Last week Forbes released an article on the wealth of the new United Kingdom Prime Minister, Rishi Sunak, proclaiming his and his wife’s joint net worth to be “higher than the personal fortune of King Charles III”. An eyebrow raising tagline, evoking an idea that feels both essentially unshocking and immensely distasteful: positions of political power are being gatekept by the vastly wealthy.
Looking at politics of the last few decades, it’s not hard to find examples of this phenomenon. The last American president was a billionaire famed for his many quotes, including his notorious “small loan of a million dollars”. Celebrities occasionally occupy their retirement by dabbling as mayors or governors of New York or California, or even as the US president — Cynthia Nixon, Arnold Schwarzenegger and Ronald Regan all come to mind. If you made the millionaire club in the US into a political party, it would account for 3% of the US population. This percentage would have majority control in all three branches of the Federal Government, in the House of Representatives, in the Senate and in the Supreme Court.
Honestly, looking at the title prompting my input, I feel it needs to be edited. The rich aren’t getting the high-ranking government jobs — they’re maintaining a long-standing chokehold on them.
I’m not saying everyone in politics is one of the super-elite mega-wealthy. The new Italian Prime Minister Giorgia Meloni was raised in the working-class district of Garbatella. The UK had predominantly working-class prime ministers from the mid-1960s up until the early 90s. Alexandria Ocasio-Cortez has a borderline fairy-tale story of waitressing to the US House of Representatives — a modern day Cinderella. Still, there is a notable gulf between the economic majority of a nation, and the demographic majority of its’ representation in government.
No working-class individual has ever been appointed as a Governor, to the Supreme Court of Justice, or God forbid run for president of the US…
The fact that Ocasio-Cortez’ story is so rare that to liken it to a Grimms Brothers’ tale doesn’t seem too far off-base. If you took the total number of Congress members throughout history who worked in blue collar labour immediately prior to assuming their seat, you wouldn’t even have 2% of the seats. No working-class individual has ever been appointed as a Governor, to the Supreme Court of Justice, or God forbid run for president of the US, all despite working-class US citizens making up more than 50% of the population. Of the 57 individuals who have been prime minister of the UK, over half of them went predominantly to Eton. If not Eton, then Harrow or Westminster School, and only 11 did not attend a fee-paying public second level school. Interestingly, despite not all having exceptional grades, of the 33 prime ministers who attended these public schools, almost all managed to be accepted into either Oxford or Cambridge.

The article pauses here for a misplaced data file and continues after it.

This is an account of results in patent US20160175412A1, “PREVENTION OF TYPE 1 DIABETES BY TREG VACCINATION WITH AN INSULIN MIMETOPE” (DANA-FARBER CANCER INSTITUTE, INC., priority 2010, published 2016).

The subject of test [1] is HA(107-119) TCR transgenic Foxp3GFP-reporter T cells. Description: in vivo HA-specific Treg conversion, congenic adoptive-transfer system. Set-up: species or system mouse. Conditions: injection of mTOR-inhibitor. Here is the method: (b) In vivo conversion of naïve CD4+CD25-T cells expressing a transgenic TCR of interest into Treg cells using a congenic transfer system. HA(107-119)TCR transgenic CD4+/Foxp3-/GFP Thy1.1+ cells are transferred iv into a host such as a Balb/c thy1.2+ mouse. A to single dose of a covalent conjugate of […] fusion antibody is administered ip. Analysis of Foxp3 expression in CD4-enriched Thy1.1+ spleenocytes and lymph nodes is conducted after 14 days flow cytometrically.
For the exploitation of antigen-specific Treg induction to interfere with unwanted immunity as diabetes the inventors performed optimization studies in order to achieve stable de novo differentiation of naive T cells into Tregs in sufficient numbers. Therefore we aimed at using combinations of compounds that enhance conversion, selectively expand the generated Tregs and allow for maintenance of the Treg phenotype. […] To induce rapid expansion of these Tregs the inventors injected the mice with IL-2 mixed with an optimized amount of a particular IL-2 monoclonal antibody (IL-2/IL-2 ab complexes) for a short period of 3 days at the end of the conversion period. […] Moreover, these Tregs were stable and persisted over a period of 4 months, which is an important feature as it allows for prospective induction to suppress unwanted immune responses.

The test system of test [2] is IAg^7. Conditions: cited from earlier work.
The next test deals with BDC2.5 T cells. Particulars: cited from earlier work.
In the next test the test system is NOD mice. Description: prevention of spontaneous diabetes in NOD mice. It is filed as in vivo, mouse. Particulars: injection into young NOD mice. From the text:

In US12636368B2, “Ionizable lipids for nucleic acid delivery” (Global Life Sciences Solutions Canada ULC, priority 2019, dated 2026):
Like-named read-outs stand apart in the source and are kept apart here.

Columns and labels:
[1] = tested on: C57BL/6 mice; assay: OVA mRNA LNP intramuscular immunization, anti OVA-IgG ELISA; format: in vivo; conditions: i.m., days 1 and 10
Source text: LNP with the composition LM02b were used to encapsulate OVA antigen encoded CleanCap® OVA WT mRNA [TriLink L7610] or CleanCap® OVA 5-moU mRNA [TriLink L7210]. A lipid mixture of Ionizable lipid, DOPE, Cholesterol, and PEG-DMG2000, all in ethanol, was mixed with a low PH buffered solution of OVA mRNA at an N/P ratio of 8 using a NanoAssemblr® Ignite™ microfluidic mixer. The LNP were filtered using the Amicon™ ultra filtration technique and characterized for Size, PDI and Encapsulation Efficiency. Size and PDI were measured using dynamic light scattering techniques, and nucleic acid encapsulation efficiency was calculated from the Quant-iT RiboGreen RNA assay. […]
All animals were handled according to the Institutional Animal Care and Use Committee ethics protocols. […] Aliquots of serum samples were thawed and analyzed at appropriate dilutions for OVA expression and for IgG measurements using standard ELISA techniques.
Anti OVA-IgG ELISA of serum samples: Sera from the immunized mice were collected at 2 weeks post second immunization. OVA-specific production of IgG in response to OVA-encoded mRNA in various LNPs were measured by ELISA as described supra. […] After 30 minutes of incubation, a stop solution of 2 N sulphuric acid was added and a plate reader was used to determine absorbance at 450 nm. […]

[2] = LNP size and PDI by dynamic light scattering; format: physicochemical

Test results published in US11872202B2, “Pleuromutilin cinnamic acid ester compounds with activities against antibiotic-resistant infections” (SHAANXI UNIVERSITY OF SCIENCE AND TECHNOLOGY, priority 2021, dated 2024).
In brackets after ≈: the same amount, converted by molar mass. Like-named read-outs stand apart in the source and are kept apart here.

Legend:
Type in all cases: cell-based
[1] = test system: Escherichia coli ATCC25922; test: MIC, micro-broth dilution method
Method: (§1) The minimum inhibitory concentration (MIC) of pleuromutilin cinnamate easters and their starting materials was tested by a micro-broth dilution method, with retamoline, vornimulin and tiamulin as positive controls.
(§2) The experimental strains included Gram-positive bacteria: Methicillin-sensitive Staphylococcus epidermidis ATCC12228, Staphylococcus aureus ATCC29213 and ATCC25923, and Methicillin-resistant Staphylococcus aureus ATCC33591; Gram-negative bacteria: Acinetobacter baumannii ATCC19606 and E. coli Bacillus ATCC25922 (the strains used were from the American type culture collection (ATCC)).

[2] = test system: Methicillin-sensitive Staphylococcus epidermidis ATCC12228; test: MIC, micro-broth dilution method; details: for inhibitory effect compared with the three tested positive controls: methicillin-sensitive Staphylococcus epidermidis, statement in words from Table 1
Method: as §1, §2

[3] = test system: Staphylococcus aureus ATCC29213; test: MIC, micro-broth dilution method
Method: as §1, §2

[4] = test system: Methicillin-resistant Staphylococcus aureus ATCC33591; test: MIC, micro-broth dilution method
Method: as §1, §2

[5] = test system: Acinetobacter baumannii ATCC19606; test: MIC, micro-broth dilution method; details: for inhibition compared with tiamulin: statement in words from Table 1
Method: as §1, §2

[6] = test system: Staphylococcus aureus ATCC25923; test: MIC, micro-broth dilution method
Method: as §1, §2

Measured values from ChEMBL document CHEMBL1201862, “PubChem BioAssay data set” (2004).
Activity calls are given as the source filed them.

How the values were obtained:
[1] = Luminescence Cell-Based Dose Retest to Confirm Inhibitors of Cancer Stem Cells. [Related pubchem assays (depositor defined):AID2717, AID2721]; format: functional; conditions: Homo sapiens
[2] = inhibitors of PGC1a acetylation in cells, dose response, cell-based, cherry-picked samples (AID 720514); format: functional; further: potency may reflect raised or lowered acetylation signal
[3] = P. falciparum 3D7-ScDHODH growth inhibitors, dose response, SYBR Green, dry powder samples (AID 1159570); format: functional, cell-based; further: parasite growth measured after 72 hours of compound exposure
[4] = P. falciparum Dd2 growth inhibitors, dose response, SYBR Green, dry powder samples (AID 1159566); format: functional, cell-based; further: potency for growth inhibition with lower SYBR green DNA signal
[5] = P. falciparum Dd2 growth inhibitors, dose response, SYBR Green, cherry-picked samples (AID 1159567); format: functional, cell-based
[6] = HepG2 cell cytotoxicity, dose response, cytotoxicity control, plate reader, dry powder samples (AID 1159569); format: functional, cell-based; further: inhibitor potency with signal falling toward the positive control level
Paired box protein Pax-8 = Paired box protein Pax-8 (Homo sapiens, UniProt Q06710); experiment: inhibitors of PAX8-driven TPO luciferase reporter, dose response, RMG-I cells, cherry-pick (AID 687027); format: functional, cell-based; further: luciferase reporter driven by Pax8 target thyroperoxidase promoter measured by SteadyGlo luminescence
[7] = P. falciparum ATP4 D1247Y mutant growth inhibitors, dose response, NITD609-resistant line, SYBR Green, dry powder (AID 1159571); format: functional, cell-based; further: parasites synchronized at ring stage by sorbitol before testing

The message is clear: to campaign for a seat of political importance, you need money, and a lot of it…
When speaking about this article with a friend of mine, she instantly pointed to the supposedly obvious reason that only the disproportionately wealthy run for office: campaigning is expensive. Michael Bloomberg spent more than $900 million on his failed presidential bid, the 2020 presidential election in the US reportedly cost $14.4 billion in political spending. Boris Johnson’s victory in 2019 cost the Conservatives £16 million. Cinderella candidate Alexandria Ocasio-Cortez may have run a grassroots campaign in order to secure her first seat, but this method did not pay off for the three women who were featured alongside her in the documentary on their campaigns, and less than two years later Ocasio-Cortez raised $30 million to campaign for her re-election. The message is clear: to campaign for a seat of political importance, you need money, and a lot of it, or at the very least the support of people with deep pockets. Money wins elections.
So, what’s the conclusion from all of this? What’s the take-away? The take-away is this: the belief that we in a democracy are being represented by representatives of the majority is inherently untrue. Governmental bodies do not look like a sample of the population they’re supposed to represent. They look like a sample of the minority demographic of the very wealthy. Governments reflect the beliefs, values, and intentions of the people they represent, the people they themselves are: the rich. So of course the rich are getting richer; it’s human nature. It’s the acting of members of government to protect the people in the communities to which they belong. It’s just a shame that those communities aren’t the people they’re supposed to represent.